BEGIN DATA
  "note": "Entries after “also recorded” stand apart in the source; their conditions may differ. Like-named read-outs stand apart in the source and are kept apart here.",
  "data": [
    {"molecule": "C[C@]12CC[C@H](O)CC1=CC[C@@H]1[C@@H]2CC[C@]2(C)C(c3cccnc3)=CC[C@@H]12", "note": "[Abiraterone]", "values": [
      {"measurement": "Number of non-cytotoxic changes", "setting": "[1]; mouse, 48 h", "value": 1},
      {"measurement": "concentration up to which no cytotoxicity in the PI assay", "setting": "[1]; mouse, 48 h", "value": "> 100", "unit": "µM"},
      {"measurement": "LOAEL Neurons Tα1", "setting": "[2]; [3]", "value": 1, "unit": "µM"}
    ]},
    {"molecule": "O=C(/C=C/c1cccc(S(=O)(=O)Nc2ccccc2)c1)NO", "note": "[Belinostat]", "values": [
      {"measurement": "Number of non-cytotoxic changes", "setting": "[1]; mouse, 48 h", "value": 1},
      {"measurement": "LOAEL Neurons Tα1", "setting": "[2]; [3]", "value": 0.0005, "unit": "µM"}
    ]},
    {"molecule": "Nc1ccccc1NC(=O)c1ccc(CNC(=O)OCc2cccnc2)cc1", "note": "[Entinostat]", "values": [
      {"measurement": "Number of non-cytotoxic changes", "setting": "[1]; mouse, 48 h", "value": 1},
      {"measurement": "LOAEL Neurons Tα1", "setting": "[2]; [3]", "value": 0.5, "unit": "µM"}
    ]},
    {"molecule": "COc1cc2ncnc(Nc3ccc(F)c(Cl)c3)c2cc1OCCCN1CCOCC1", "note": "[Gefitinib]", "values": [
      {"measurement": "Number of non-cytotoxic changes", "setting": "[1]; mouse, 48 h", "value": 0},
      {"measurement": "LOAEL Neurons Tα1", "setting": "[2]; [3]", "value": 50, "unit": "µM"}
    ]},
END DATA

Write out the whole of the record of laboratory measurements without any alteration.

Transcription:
  "note": "Entries after “also recorded” stand apart in the source; their conditions may differ. Like-named read-outs stand apart in the source and are kept apart here.",
  "data": [
    {"molecule": "C[C@]12CC[C@H](O)CC1=CC[C@@H]1[C@@H]2CC[C@]2(C)C(c3cccnc3)=CC[C@@H]12", "note": "[Abiraterone]", "values": [
      {"measurement": "Number of non-cytotoxic changes", "setting": "[1]; mouse, 48 h", "value": 1},
      {"measurement": "concentration up to which no cytotoxicity in the PI assay", "setting": "[1]; mouse, 48 h", "value": "> 100", "unit": "µM"},
      {"measurement": "LOAEL Neurons Tα1", "setting": "[2]; [3]", "value": 1, "unit": "µM"}
    ]},
    {"molecule": "O=C(/C=C/c1cccc(S(=O)(=O)Nc2ccccc2)c1)NO", "note": "[Belinostat]", "values": [
      {"measurement": "Number of non-cytotoxic changes", "setting": "[1]; mouse, 48 h", "value": 1},
      {"measurement": "LOAEL Neurons Tα1", "setting": "[2]; [3]", "value": 0.0005, "unit": "µM"}
    ]},
    {"molecule": "Nc1ccccc1NC(=O)c1ccc(CNC(=O)OCc2cccnc2)cc1", "note": "[Entinostat]", "values": [
      {"measurement": "Number of non-cytotoxic changes", "setting": "[1]; mouse, 48 h", "value": 1},
      {"measurement": "LOAEL Neurons Tα1", "setting": "[2]; [3]", "value": 0.5, "unit": "µM"}
    ]},
    {"molecule": "COc1cc2ncnc(Nc3ccc(F)c(Cl)c3)c2cc1OCCCN1CCOCC1", "note": "[Gefitinib]", "values": [
      {"measurement": "Number of non-cytotoxic changes", "setting": "[1]; mouse, 48 h", "value": 0},
      {"measurement": "LOAEL Neurons Tα1", "setting": "[2]; [3]", "value": 50, "unit": "µM"}
    ]},